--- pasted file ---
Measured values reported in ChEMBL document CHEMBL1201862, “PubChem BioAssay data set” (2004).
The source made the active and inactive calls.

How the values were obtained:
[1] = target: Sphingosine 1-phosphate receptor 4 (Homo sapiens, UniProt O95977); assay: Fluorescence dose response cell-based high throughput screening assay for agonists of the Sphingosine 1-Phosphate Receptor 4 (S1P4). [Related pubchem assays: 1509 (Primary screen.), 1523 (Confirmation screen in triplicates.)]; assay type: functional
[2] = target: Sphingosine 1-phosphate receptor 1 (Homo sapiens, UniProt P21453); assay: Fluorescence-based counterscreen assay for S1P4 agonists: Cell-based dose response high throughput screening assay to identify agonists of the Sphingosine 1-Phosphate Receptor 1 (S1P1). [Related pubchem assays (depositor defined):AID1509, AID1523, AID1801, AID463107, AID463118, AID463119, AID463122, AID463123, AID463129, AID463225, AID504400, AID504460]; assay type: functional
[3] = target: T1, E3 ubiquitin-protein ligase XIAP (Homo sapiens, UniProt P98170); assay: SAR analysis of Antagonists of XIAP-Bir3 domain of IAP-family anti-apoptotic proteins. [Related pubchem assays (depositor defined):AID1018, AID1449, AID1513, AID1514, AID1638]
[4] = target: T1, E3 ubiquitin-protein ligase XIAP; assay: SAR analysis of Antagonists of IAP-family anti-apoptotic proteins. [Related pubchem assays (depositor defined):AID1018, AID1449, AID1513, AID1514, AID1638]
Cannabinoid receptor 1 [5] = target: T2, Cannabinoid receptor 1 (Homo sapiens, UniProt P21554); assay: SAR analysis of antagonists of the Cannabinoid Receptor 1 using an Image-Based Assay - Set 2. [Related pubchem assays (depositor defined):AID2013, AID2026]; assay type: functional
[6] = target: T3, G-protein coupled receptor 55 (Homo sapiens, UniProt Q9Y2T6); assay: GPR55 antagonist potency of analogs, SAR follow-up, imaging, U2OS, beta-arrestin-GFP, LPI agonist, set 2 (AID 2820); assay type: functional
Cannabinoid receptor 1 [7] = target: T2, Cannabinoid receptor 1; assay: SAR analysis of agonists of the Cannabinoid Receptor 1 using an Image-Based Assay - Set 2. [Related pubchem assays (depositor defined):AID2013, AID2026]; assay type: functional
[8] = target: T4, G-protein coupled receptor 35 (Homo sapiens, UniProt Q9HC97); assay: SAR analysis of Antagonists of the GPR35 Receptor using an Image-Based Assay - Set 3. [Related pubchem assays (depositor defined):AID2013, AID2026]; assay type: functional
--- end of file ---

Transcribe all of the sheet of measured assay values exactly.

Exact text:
Measured values reported in ChEMBL document CHEMBL1201862, “PubChem BioAssay data set” (2004).
The source made the active and inactive calls.

How the values were obtained:
[1] = target: Sphingosine 1-phosphate receptor 4 (Homo sapiens, UniProt O95977); assay: Fluorescence dose response cell-based high throughput screening assay for agonists of the Sphingosine 1-Phosphate Receptor 4 (S1P4). [Related pubchem assays: 1509 (Primary screen.), 1523 (Confirmation screen in triplicates.)]; assay type: functional
[2] = target: Sphingosine 1-phosphate receptor 1 (Homo sapiens, UniProt P21453); assay: Fluorescence-based counterscreen assay for S1P4 agonists: Cell-based dose response high throughput screening assay to identify agonists of the Sphingosine 1-Phosphate Receptor 1 (S1P1). [Related pubchem assays (depositor defined):AID1509, AID1523, AID1801, AID463107, AID463118, AID463119, AID463122, AID463123, AID463129, AID463225, AID504400, AID504460]; assay type: functional
[3] = target: T1, E3 ubiquitin-protein ligase XIAP (Homo sapiens, UniProt P98170); assay: SAR analysis of Antagonists of XIAP-Bir3 domain of IAP-family anti-apoptotic proteins. [Related pubchem assays (depositor defined):AID1018, AID1449, AID1513, AID1514, AID1638]
[4] = target: T1, E3 ubiquitin-protein ligase XIAP; assay: SAR analysis of Antagonists of IAP-family anti-apoptotic proteins. [Related pubchem assays (depositor defined):AID1018, AID1449, AID1513, AID1514, AID1638]
Cannabinoid receptor 1 [5] = target: T2, Cannabinoid receptor 1 (Homo sapiens, UniProt P21554); assay: SAR analysis of antagonists of the Cannabinoid Receptor 1 using an Image-Based Assay - Set 2. [Related pubchem assays (depositor defined):AID2013, AID2026]; assay type: functional
[6] = target: T3, G-protein coupled receptor 55 (Homo sapiens, UniProt Q9Y2T6); assay: GPR55 antagonist potency of analogs, SAR follow-up, imaging, U2OS, beta-arrestin-GFP, LPI agonist, set 2 (AID 2820); assay type: functional
Cannabinoid receptor 1 [7] = target: T2, Cannabinoid receptor 1; assay: SAR analysis of agonists of the Cannabinoid Receptor 1 using an Image-Based Assay - Set 2. [Related pubchem assays (depositor defined):AID2013, AID2026]; assay type: functional
[8] = target: T4, G-protein coupled receptor 35 (Homo sapiens, UniProt Q9HC97); assay: SAR analysis of Antagonists of the GPR35 Receptor using an Image-Based Assay - Set 3. [Related pubchem assays (depositor defined):AID2013, AID2026]; assay type: functional